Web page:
England’s biggest rugby clubs face the “very real” risk of going bust unless the UK government eases restrictions on fans entering stadiums, according to the head of the country’s leading league.
Darren Childs, chief executive of Premiership Rugby, the top tier of English club rugby union, called on ministers to come to a “pragmatic solution” for the reopening of grounds despite concerns to public safety due to the coronavirus pandemic.
Mr Childs told the Financial Times that financial losses from rugby matches that restarted in August without paying spectators, as well as an expensive testing regime for players, is costing clubs tens of millions of pounds.
These shortfalls are devastating to rugby clubs, which are more reliant on match day income than wealthier sporting competitions such as football’s Premier League, which derives more from broadcasting deals. Last season, Exeter Chiefs was the only one of Premiership Rugby’s 13 shareholder teams to turn a profit.
“It’s becoming increasingly more alarming, the longer it goes on,” said Mr Childs. “We’re not expecting to open up every seat, but just getting some back in will help to alleviate some of the financial downside . . . we’re trying to keep the show on the road.”
His warning comes as the UK government has scaled back plans to allow the gradual reopening of sports grounds following a rise in coronavirus cases.
Pilot events taking place this month have been restricted to just 1,000 spectators, while plans to allow stadiums to be up to a third full from October have been placed under review.
Sports industry executives have expressed frustration at the government’s restrictions on fans attending open-air stadiums, believing they have done more to adhere to social-distancing requirements than other industries such as airlines and restaurants.
Mr Childs said reopenings should be made on a “location-by-location, game-by-game basis. It would be helpful if we could get the government to come along with us on that journey. Some clubs are in parts of the country where there is very little infection, but we still can’t get fans into those stadiums.”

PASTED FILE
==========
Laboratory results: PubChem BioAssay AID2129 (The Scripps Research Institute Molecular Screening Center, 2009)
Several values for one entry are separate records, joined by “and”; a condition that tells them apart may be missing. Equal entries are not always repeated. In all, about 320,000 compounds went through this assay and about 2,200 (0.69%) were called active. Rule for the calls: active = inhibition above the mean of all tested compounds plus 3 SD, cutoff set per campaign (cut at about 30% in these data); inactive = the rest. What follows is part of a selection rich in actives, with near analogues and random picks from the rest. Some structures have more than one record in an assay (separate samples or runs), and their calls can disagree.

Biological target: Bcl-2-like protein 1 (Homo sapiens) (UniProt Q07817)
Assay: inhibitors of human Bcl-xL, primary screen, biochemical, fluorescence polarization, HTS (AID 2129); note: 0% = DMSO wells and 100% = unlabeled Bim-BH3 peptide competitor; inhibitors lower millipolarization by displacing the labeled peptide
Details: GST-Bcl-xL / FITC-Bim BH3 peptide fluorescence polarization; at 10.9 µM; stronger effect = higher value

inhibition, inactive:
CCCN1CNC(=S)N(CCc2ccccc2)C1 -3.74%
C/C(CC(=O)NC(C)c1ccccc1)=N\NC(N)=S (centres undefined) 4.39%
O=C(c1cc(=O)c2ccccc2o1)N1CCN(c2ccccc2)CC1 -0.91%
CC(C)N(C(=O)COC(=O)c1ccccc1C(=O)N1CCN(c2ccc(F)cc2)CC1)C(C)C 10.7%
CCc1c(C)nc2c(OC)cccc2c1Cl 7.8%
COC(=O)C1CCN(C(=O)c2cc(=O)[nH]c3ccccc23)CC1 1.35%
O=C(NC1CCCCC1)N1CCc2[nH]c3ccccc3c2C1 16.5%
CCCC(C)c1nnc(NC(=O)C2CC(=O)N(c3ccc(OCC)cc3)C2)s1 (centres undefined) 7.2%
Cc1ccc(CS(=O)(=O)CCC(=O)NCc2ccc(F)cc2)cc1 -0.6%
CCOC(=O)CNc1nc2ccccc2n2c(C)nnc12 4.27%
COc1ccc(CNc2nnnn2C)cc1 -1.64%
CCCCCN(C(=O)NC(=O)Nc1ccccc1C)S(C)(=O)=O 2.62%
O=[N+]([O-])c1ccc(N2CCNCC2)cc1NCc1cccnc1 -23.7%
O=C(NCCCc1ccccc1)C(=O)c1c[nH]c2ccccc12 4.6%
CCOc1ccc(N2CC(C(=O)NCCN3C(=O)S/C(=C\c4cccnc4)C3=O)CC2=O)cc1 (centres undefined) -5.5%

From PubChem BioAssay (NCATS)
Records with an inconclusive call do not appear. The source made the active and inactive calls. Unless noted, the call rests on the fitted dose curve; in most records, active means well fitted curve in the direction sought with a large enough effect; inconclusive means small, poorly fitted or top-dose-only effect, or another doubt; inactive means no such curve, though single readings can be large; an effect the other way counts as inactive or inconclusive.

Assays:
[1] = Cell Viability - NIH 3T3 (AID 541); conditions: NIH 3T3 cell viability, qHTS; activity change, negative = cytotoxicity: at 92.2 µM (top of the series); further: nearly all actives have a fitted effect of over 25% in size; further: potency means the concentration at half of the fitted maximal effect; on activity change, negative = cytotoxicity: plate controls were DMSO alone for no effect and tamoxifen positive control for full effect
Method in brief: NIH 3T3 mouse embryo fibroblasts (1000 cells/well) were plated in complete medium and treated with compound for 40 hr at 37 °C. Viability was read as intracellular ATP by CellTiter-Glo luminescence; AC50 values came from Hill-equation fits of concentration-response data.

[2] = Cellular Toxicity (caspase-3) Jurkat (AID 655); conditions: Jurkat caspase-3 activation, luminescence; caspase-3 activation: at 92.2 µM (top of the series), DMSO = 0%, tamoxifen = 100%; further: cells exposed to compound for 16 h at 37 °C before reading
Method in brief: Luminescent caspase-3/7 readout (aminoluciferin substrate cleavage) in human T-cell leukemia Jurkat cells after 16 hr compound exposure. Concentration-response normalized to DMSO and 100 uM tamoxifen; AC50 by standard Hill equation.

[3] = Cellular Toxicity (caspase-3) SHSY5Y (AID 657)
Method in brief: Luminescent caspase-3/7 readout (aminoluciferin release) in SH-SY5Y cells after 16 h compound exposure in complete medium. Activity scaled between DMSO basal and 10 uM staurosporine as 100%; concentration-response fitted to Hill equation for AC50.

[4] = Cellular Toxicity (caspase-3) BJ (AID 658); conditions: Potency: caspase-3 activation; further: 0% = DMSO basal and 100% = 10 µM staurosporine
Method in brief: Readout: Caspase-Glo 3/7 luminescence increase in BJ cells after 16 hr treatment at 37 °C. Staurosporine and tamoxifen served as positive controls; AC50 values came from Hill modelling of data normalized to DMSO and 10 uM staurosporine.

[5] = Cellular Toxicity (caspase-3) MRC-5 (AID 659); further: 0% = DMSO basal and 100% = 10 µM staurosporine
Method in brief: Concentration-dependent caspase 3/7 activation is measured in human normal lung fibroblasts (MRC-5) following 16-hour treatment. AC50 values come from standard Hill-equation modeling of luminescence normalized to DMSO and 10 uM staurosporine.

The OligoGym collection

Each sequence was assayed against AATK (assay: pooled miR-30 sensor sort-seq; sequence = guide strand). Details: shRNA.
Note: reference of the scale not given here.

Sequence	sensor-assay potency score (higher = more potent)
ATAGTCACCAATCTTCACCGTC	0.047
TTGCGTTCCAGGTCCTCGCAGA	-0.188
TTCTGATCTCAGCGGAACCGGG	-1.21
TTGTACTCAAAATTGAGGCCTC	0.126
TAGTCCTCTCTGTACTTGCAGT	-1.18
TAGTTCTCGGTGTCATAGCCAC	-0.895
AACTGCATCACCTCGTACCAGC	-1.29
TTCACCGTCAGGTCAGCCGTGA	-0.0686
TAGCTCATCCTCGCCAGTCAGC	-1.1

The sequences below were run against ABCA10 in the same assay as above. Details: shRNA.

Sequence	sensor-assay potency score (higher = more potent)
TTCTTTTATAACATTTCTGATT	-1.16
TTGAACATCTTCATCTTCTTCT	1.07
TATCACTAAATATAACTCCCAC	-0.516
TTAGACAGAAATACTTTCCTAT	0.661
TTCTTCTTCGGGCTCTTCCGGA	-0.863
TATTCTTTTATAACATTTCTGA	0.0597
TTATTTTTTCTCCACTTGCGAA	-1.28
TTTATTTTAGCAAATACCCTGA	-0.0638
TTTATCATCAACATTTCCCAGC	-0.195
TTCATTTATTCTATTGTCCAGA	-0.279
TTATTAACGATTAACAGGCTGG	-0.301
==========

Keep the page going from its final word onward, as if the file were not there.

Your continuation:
Premiership Rugby made revenues of £75.5m in the year to June 30 2019, mainly from a television rights deal in the UK with BT Sport, and a sponsorship contract with US insurance company Gallagher.
These revenues are split between the clubs, with a third of their income from “central distributions” from the League and the majority gained from their own sources, such as match day income and sponsorship deals.
Financial strain is being felt even after Premiership Rugby sold a 27 per cent stake in the league for £200m in 2018 to CVC Capital Partners, the European private equity group.
Some rugby clubs are spending the roughly £15m each received from the CVC deal during the pandemic to help stay afloat rather than investing in infrastructure and marketing spending. Mr Childs said there were no plans from CVC to provide additional funding, leading to a greater focus on cutting costs.
Many clubs have cut player pay by up to 25 per cent. Premiership Rugby has also reduced its salary cap for next season — the limit on how much any team can spend on wages — to £5m, from £6.4m.
These measures have proved controversial. In June, Mark Lambert, chairman of the Rugby Players Association, the union, said they showed “an absolute disregard” for players who initially considered strike action.
“We had a cost base that, had we not dealt with, would have brought risk of losing clubs,” said Mr Childs, adding the lower salary cap could remain in future. “All salaries are linked to financial performance of any business. Sport is absolutely no different.”
Further pressure on revenues is likely. Sports broadcasters have demanded rebates to compensate for the loss of live action during this year’s lockdown, with the Premier League returning £330m to its TV partners such as Sky. Premiership Rugby is undergoing similar talks with BT Sport, but no agreement has been reached.
These are also concerns pay-TV providers will seek to recoup coronavirus-related losses by paying less for sports deals in future.
Premiership Rugby’s deal with BT Sport expires next year, with Mr Childs saying it was considering launching a “competitive tender process” for its broadcast rights, hoping to gain interest from digital groups.
This includes Amazon which has acquired the rights to most matches for the Autumn Nations Cup, a eight-team national rugby tournament taking place in November.
Mr Childs said the League would consider creating its own subscription service to screen matches to fans over the internet.
“There are people that just live and breathe this sport,” he said. “I think there’s definitely an opportunity for us to look more at our media output as a way of engaging with fans on a more regular basis than we currently do.”
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